CFP: Special issue of the journal Philosophy of Law and General Theory of Law “Digital Technologies, Human Experience and Law”
Submission deadline: January 31, 2022
Special issue of the journal Philosophy of Law and General Theory of Law “Digital Technologies, Human Experience and Law”
The journal Philosophy of Law and General Theory of Law (Ukraine, open access) announces a call for papers for a special issue on digital technologies, human experience and law. The topic is multidisciplinary and aims to combine the perspectives of sciences, philosophy and jurisprudence of the transformation of law in the digital age.
Digital technologies are radically changing the human experience, from whose structure such seemingly purely human components as thinking and action are gradually disappearing.
Technology, which was initially designed to be part of our lives, is displacing the human experience as such. For the first time, the unprecedented pace of technology development provides one with a tangible opportunity to get rid of all the difficulties that accompany the action, and which are combined in the concept of responsibility. On the other hand, technology itself is becoming increasingly autonomous and independent of human intervention. Concepts such as freedom of will, self-awareness and self-determination become too vague to serve as defining criteria for a legal subject. The range of potential carriers of autonomy is growing broader. At the same time, the ideas of autonomy, action and responsibility remain the basis of present day legal institutions. However, hasn’t this foundation become too fragile to continue to support the great building of law?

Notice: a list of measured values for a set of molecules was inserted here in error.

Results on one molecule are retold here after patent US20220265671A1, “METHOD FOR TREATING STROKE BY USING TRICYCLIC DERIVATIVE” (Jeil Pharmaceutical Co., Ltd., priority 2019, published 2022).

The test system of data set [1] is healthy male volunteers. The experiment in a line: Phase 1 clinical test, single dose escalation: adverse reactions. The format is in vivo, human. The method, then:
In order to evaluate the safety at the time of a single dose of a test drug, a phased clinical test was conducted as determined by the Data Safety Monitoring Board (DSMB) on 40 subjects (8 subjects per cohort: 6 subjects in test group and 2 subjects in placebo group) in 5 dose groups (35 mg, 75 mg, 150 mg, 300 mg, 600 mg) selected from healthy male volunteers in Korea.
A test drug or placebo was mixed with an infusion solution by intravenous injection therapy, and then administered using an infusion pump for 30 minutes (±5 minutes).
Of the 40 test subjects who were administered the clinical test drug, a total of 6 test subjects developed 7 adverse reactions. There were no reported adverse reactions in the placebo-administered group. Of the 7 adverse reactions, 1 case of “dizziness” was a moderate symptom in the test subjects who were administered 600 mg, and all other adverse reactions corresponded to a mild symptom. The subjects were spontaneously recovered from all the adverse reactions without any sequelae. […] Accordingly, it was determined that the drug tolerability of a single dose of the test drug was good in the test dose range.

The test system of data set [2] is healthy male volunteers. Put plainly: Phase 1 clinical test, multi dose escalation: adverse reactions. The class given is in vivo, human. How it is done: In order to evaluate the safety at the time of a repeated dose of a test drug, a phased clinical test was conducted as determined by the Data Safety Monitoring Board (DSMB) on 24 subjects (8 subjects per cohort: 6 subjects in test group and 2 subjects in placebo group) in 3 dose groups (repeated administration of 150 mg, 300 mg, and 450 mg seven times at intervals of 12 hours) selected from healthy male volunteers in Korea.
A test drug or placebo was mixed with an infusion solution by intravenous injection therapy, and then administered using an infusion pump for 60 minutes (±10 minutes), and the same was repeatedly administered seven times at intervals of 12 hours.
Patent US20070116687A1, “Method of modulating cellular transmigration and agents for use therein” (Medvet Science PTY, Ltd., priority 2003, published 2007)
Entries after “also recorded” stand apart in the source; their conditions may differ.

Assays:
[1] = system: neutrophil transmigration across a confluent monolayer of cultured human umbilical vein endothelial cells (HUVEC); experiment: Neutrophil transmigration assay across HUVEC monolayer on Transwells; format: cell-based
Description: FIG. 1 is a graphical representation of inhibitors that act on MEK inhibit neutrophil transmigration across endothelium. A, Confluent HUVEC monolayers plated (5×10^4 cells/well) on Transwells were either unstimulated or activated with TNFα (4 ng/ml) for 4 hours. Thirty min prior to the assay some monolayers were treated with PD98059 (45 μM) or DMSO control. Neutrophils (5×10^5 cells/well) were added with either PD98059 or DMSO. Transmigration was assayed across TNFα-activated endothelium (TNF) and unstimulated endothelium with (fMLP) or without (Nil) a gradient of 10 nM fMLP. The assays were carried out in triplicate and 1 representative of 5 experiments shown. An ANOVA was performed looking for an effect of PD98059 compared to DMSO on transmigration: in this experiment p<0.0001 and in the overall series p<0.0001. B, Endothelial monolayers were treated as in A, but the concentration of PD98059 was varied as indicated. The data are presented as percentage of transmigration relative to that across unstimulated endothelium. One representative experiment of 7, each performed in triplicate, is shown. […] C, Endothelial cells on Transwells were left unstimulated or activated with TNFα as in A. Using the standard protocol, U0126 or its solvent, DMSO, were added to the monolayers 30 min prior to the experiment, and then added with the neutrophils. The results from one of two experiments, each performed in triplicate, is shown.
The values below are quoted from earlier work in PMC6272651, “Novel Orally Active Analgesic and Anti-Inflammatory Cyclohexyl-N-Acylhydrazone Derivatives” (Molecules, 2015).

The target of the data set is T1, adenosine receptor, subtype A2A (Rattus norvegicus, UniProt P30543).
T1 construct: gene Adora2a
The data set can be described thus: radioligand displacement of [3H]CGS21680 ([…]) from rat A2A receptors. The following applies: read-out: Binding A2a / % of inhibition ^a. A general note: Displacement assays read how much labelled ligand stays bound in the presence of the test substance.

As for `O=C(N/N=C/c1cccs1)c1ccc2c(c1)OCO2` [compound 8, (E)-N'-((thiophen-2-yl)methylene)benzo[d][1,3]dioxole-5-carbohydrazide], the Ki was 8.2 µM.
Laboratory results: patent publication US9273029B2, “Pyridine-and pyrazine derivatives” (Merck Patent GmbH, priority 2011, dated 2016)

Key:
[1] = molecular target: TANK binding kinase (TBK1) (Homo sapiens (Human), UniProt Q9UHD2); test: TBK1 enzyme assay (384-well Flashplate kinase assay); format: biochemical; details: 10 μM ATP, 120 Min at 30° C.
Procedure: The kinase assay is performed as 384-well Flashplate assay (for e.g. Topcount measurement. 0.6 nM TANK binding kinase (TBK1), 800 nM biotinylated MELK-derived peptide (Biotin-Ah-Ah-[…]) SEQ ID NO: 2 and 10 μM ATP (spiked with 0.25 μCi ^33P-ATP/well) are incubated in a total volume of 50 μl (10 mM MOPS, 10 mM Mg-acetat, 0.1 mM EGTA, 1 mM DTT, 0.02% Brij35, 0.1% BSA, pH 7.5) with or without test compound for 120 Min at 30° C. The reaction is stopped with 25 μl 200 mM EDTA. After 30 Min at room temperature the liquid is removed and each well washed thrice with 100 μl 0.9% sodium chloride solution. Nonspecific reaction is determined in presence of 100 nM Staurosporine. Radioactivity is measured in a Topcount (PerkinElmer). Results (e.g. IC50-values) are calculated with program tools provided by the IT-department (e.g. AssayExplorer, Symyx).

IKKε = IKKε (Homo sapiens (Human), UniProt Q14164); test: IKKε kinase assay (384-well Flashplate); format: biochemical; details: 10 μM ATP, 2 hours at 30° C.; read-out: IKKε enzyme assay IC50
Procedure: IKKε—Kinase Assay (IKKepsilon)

Suggested topics or questions that a paper could address include:
• How radically does the human experience change in the digital age and does it remain human? Or, perhaps, technology only sheds light on the fact that we have never been who we think we are?
• Does a human being still maintain a monopoly on the agency in the world of digital technology?
• Should we not reconsider our traditional notions of free will and human agency, and along with them the classical notions of jurisprudence and the concept of law as such?
• Does the idea of democracy still make sense in the context of governance automation and given the broad range of opportunities for manipulation through technology?
• Could justice be algorithmized and can decisions based on artificial intelligence promote justice in society?
• Is there still room for legal responsibility in a world where free action is replaced by risk minimization algorithms?
• Is there still a place for law at all, and if so, how should we rethink the latter in the digital age?
Deadline for submissions: January 31, 2022.
Articles should be sent to email: [email protected]
The author’s guidelines can be found on the journal’s website:
Publication date: June 2022